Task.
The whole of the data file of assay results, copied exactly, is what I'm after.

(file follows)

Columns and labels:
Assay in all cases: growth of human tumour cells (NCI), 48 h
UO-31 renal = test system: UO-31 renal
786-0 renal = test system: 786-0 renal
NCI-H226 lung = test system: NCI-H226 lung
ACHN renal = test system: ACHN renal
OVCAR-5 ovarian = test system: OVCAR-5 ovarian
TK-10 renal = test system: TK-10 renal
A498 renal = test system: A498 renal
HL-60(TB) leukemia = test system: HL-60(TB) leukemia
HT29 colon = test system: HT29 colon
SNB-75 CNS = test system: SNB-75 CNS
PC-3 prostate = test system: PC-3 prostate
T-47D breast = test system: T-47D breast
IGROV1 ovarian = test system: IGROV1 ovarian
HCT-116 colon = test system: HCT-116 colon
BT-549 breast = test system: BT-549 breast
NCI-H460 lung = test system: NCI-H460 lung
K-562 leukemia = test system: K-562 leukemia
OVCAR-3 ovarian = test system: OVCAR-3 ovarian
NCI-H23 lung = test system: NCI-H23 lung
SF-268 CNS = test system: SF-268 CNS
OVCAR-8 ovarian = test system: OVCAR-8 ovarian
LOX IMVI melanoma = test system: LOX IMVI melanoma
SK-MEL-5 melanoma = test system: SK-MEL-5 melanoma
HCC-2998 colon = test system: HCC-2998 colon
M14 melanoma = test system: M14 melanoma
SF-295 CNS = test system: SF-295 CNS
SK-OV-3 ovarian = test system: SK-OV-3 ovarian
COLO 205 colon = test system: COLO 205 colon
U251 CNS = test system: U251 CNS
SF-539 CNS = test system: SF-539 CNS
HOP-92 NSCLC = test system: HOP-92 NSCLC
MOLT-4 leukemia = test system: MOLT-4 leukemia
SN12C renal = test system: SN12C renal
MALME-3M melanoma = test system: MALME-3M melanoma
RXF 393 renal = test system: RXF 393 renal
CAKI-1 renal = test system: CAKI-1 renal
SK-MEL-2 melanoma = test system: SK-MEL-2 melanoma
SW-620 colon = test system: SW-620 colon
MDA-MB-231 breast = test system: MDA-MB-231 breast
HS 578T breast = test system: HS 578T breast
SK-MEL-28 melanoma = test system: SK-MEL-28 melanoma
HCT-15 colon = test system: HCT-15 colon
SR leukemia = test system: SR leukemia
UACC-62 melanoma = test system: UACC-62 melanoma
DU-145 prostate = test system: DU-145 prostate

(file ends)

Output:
Columns and labels:
Assay in all cases: growth of human tumour cells (NCI), 48 h
UO-31 renal = test system: UO-31 renal
786-0 renal = test system: 786-0 renal
NCI-H226 lung = test system: NCI-H226 lung
ACHN renal = test system: ACHN renal
OVCAR-5 ovarian = test system: OVCAR-5 ovarian
TK-10 renal = test system: TK-10 renal
A498 renal = test system: A498 renal
HL-60(TB) leukemia = test system: HL-60(TB) leukemia
HT29 colon = test system: HT29 colon
SNB-75 CNS = test system: SNB-75 CNS
PC-3 prostate = test system: PC-3 prostate
T-47D breast = test system: T-47D breast
IGROV1 ovarian = test system: IGROV1 ovarian
HCT-116 colon = test system: HCT-116 colon
BT-549 breast = test system: BT-549 breast
NCI-H460 lung = test system: NCI-H460 lung
K-562 leukemia = test system: K-562 leukemia
OVCAR-3 ovarian = test system: OVCAR-3 ovarian
NCI-H23 lung = test system: NCI-H23 lung
SF-268 CNS = test system: SF-268 CNS
OVCAR-8 ovarian = test system: OVCAR-8 ovarian
LOX IMVI melanoma = test system: LOX IMVI melanoma
SK-MEL-5 melanoma = test system: SK-MEL-5 melanoma
HCC-2998 colon = test system: HCC-2998 colon
M14 melanoma = test system: M14 melanoma
SF-295 CNS = test system: SF-295 CNS
SK-OV-3 ovarian = test system: SK-OV-3 ovarian
COLO 205 colon = test system: COLO 205 colon
U251 CNS = test system: U251 CNS
SF-539 CNS = test system: SF-539 CNS
HOP-92 NSCLC = test system: HOP-92 NSCLC
MOLT-4 leukemia = test system: MOLT-4 leukemia
SN12C renal = test system: SN12C renal
MALME-3M melanoma = test system: MALME-3M melanoma
RXF 393 renal = test system: RXF 393 renal
CAKI-1 renal = test system: CAKI-1 renal
SK-MEL-2 melanoma = test system: SK-MEL-2 melanoma
SW-620 colon = test system: SW-620 colon
MDA-MB-231 breast = test system: MDA-MB-231 breast
HS 578T breast = test system: HS 578T breast
SK-MEL-28 melanoma = test system: SK-MEL-28 melanoma
HCT-15 colon = test system: HCT-15 colon
SR leukemia = test system: SR leukemia
UACC-62 melanoma = test system: UACC-62 melanoma
DU-145 prostate = test system: DU-145 prostate